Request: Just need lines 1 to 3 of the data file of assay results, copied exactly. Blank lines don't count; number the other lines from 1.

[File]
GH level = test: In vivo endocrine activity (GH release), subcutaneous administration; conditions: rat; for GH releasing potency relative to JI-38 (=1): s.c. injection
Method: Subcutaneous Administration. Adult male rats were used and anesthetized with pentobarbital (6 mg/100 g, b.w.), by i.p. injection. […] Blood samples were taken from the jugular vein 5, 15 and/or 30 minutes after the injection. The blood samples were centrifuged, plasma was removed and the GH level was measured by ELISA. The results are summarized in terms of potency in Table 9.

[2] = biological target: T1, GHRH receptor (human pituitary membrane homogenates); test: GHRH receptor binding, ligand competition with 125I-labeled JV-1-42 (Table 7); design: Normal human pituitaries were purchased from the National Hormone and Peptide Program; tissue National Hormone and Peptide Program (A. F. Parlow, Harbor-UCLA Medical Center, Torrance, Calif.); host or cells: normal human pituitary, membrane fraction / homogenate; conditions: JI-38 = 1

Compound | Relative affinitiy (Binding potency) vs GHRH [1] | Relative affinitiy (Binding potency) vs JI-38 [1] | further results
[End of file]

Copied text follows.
GH level = test: In vivo endocrine activity (GH release), subcutaneous administration; conditions: rat; for GH releasing potency relative to JI-38 (=1): s.c. injection
Method: Subcutaneous Administration. Adult male rats were used and anesthetized with pentobarbital (6 mg/100 g, b.w.), by i.p. injection. […] Blood samples were taken from the jugular vein 5, 15 and/or 30 minutes after the injection. The blood samples were centrifuged, plasma was removed and the GH level was measured by ELISA. The results are summarized in terms of potency in Table 9.

[2] = biological target: T1, GHRH receptor (human pituitary membrane homogenates); test: GHRH receptor binding, ligand competition with 125I-labeled JV-1-42 (Table 7); design: Normal human pituitaries were purchased from the National Hormone and Peptide Program; tissue National Hormone and Peptide Program (A. F. Parlow, Harbor-UCLA Medical Center, Torrance, Calif.); host or cells: normal human pituitary, membrane fraction / homogenate; conditions: JI-38 = 1